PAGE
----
pm6We talked about Druckfarben, which grew out of  Classic Album’s Live. All of the band members have a love for progressive-rock. They enjoy playing and performing. Peter looks like a man who is having the time of his life. Bassist, song writer, teacher, author,  producer. This is an accomplished man, a Renaissance man, who shows no signs of slowing down.  Despite his impressive resume, there was no name dropping. An incredibly talented guy, who is kind, humble, and grateful.  Peter Murray is simply, a nice guy. A nice guy who just loves music. Hard not to like him.

 

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FRACTAL REVERB-How To Overcome The Ego Mind

Posted in Uncategorized with tags , , , , , , , , , , , , , , , , , , , , , on August 6, 2014 by TheManicBlogger

fractalreverb2Fractal Reverb, from Lodi, Italy released their EP ‘How To Overcome The Ego Mind‘ in May, 2014. It includes 4 studio tracks, 3 demos, 1 live rehearsal track, and 1 unplugged song. I have no idea where the band got its name from, but its cool as anything. So is the music.

The 1st track on the album, “Spleen“, has a great base line, cool changes, nice harmonies, and some dynamite drumming. “Dystonic Wave”  has amazing vocals that appear to be double tracked, a fraxtalreverb3wonderful melody, and a way cool bass solo. The changes in tempo and musical theme make “20th January 2013”  an exceptional track. The bass line rocks, and the guitar, wonderfully melodic. The guitar riff and solo carry the melody, until vocals begin almost 4 minutes in. “Natural Sounds” has a great melody, with a wonderful riff, and a powerful rhythm section highlighted by a great bass run. There are several movements that seem to blend effortlessly, and the ending is dynamite. The melody and great vocals of “Blindfolded“, the acoustic track, are superb.  “Hidden Place“, the live rehearsal track, has great off beat drumming and great effects. There are changes in tempo and time signature that remind me of early Yes. Very cool.

 

 

 

Fractal Reverb delivers an exceptional collection of music. The songs range from 6-8 minutes long, and incorporate several musical themes. There is a Rush feel going on here, but there are elements of Yes, and King Crimson as well. This band has the ability to fractal reverb1incorporate several movements into 1 song with flawless transitions, and bring it back every time. As if playing with our emotions, they take us on a long, strange journey, and then bring us back home again. The lyrics touch on issues of ethics and humanity, and the instrumentation, while simple, is surprisingly full and complete. It is progressive-rock with an edge. Sort of progressive-grunge. Check it out. Listen, and then listen again. A wonderfully exciting album.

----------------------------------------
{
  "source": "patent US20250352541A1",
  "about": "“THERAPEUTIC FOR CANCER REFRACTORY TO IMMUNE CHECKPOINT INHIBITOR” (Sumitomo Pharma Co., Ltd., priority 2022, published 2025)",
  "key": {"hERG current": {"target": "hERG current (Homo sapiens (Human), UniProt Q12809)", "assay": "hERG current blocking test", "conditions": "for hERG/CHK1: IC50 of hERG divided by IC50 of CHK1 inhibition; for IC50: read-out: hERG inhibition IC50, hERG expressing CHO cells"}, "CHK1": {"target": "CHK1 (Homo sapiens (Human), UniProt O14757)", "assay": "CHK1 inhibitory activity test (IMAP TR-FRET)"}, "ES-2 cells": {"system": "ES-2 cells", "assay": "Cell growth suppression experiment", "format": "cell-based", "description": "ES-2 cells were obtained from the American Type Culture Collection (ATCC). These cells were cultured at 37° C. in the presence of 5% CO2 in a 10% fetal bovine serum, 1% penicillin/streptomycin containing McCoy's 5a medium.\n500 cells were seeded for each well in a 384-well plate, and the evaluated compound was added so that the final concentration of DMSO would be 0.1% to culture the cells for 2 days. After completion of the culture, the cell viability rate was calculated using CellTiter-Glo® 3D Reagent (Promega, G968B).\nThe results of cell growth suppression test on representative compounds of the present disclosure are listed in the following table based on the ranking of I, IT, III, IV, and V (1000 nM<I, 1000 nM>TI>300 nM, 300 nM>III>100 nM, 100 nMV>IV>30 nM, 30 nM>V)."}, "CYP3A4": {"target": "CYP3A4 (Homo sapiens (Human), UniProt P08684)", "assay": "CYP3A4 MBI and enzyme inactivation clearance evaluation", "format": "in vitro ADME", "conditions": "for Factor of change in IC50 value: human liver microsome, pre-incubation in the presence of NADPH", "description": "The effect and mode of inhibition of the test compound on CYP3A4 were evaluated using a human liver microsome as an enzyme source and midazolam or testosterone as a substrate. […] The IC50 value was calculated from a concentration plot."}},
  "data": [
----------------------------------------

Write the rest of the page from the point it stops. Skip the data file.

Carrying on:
You can listen and download here: http://fractalreverb.bandcamp.com/album/how-to-overcome-the-ego-mind-ep

 

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DRUCKFARBEN-Second Sound

Posted in Uncategorized with tags , , , , , , , , , , , , , , , , , , , , , , , , , , , , , , , , , , , , , on April 9, 2014 by TheManicBlogger

druckfarben3I recently received a copy of the new album Second Sound, by Toronto band Druckfarben, and I have spent the last 3 days repeating the same 2 words: Freakin’ amazing!!

The 8 track album is filled with cool keyboards, great drum shots, and wonderful harmonies. The guitar is dynamite, offering wonderfully subtle riffs, and blistering solos. The melodies are insanely good, fused with beautiful harmonies. The bass lines are intricate and subdued.  The instrumentation, rich and varied. Piano, organ and synthesizer appear throughout. I heard banjo, and mandolin. The arrangements are spectacularly full, and layered with texture.

 

druckfarben1Two tracks merit special mention. “Long Walk Down“, a sweet, melancholy ballad with a Klaatu-esque feel, delivers a wonderful melody with a spectacular vocal track. “Second Sound“, without a doubt, the best progressive rock track I have heard in 40 years, is reminescent of Yes: Somewhere between “Siberian Khatru” and “The Gates Of Delerium“, with shades of Tales From Topographic Oceans. This suite offers incredible keyboards including some interesting piano and organ, and way cool violin, that wanders from classical to rock to western themes. The instrumentation in this track is wonderful. There are cool changes and transitions, and a kick ass guitar solo. There are sweet melodies and terrific harmonies. The song ends with  beautifully arranged acoustic guitar.

 

I am not certain why this band has been a mystery. These musicians are insanely talented. It is an impressive work. Standing out is Phil Naro’s vocals.The style, the sound, the inflection, had me thinking Jon Anderson. Second Sound offers wonderful musical themes in an array of movements that are woven together in layers to create an incredible musical journey. This is way cool arena rock, out of the 1970s, with a 21st century bite. Druckfarben is the real deal.

Check out Second Sound  here:  https://www.facebook.com/druckfarben/app_204974879526524

 

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ALYEUS-Forty Days At Sea

Posted in Uncategorized with tags , , , , , , , , , , , , , , , , , , , , , , , , , , , , , , , , , , , on February 16, 2014 by TheManicBlogger